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Clifford Spulock Sparks Imagination With CHAUVET Professional In The Lion, The Witch And The Wardrobe

Posted on March 5, 2019


BOCA RATON, FL – “Some day you will be old enough to start reading fairy tales again,” C.S. Lewis once wrote. The English author went on to prove that point with his famed “children’s book” The Lion, the Witch and the Wardrobe. Woven like some magical garment, the book envelops the imagination, captivating readers of all ages with its fanciful tale of Narnia, a land of snow and ice that children enter through a wardrobe, where they encounter talking animals, mythical creatures and an evil witch.

The transformative power of Lewis’ story, with its swirl of characters and changing perspectives, translated well into dance, which is why the ballet adaptation of The Lion, the Witch and the Wardrobe has become a staple of production companies around the world. This power was very much in evidence at a recent production of the ballet that featured a Clifford Spulock lighting design, anchored by a collection of CHAUVET Professional Rogue fixtures.

“Lighting the ballet opened me up to a lot of different opportunities to make choices and looks that would not normally be done in the stage version of this story,” said Spulock. “Happily, the director of the show, Kimberly Vlcek, has a great understanding of production and gave me a lot of freedom. Along with a strong score and great dancing, my lights really brought a lot of energy and emotion to the show. I really wanted to bring out the precision of the dancers when they were wolves or the Ice Witch, etcetera to help portray their characters more.”

Spulock’s rig for the ballet, which was performed by Pine Crest School, featured the Rogue R3 Spot, Rogue R1X Spot, and Rogue R2 Wash. Working in harmony with some CHAUVET DJ Intimidators, these moving fixtures not only provided an architecture of light for dancers to move through, they also set evocative moods by creating colored shafts of light and textured gobo patterns.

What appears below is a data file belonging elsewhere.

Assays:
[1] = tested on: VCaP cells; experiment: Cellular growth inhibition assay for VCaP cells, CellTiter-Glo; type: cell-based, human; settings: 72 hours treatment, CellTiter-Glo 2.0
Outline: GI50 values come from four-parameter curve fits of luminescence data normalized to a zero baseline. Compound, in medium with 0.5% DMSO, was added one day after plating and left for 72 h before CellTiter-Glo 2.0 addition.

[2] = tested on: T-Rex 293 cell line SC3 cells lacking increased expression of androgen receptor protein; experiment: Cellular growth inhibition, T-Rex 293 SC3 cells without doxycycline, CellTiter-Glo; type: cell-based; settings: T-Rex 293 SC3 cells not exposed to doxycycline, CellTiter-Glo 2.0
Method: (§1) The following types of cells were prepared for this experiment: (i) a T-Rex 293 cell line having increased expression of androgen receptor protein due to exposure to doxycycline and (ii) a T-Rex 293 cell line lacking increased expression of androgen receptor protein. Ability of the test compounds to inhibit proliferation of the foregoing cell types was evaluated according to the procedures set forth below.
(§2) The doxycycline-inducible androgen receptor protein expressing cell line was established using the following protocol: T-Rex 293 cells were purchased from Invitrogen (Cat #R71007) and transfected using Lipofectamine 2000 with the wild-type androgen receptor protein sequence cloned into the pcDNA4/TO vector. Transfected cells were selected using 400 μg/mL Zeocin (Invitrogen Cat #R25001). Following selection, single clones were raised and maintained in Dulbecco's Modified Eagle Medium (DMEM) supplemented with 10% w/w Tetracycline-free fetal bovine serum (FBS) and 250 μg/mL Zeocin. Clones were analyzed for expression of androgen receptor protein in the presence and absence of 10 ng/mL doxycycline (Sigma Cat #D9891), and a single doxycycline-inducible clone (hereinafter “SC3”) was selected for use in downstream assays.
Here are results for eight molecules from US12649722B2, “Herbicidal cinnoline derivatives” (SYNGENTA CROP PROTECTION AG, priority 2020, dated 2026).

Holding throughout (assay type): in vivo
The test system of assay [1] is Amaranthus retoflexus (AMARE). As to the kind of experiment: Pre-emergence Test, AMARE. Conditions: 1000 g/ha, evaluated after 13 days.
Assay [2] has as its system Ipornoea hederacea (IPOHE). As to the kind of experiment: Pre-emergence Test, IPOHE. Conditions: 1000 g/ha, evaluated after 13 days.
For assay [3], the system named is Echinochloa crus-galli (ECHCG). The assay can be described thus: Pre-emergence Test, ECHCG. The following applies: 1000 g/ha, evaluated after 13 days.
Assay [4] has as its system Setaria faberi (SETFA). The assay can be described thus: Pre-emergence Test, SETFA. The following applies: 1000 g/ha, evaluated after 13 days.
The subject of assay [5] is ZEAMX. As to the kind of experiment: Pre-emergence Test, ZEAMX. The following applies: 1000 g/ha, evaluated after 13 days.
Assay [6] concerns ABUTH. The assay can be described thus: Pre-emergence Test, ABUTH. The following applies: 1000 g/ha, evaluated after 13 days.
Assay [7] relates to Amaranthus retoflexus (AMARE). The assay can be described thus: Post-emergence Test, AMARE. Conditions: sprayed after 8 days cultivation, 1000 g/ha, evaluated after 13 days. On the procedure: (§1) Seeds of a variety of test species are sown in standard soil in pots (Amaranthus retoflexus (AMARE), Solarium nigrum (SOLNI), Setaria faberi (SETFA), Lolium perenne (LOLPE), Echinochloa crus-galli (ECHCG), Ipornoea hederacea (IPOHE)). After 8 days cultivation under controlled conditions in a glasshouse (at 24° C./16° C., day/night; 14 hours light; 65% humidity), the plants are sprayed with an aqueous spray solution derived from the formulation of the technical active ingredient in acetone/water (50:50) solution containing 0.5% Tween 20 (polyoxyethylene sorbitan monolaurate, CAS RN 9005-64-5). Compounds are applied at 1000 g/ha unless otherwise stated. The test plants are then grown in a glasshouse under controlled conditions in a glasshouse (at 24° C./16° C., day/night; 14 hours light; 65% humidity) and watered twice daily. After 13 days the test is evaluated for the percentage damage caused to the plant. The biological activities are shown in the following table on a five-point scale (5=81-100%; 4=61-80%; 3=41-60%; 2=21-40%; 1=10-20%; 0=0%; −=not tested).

“I used different color palettes to create various mood temperatures that helped to bring the audience to other worlds,” said Spulock. “When characters were in the real world, it was nice and warm, but when they were in Narnia’s icy fortress, I used a lot of blues and whites that created the feeling of a frigid world. I also used beams with alternating blue and white every time the Ice Witch entered to make a big statement for her.”

The four Rogue R3 Spot fixtures in the rig were placed two apiece on the second and third electric. “These fixtures were invaluable for most of my gobo breakups on stage,” said Spulock. “They were also great for backlight specials when I needed a really nice strong pop of light, color, and texture.”

Spulock had two Rogue R1X Spots that were arranged on the deck, first portal stage left and stage right. They were used for sidelight, side gobos, and aerial effects. Additionally, there were three Rogue R2 Wash units on the FOH pipe.

“We made very good use of the R2 Washes during the fight scene,” said Spulock. “We really created this beautiful sense of immersion by painting the ceiling over the audience. The other thing that added an extra dimension to the production was when we used the R2’s pixel mapped macros to convey a sense of chaos during the fight scene.”

The power and brightness behind the Rogues really stood out for Spulock in this production. “There are lot of big moments and hits that really need that power to portray the emotion and energy that is being shown,” he said. “It’s at these times that lighting sparks the imagination.”

This is understandably important. After all, it is imagination that has made C.S. Lewis’ story resonate with children of all ages for almost 70 years.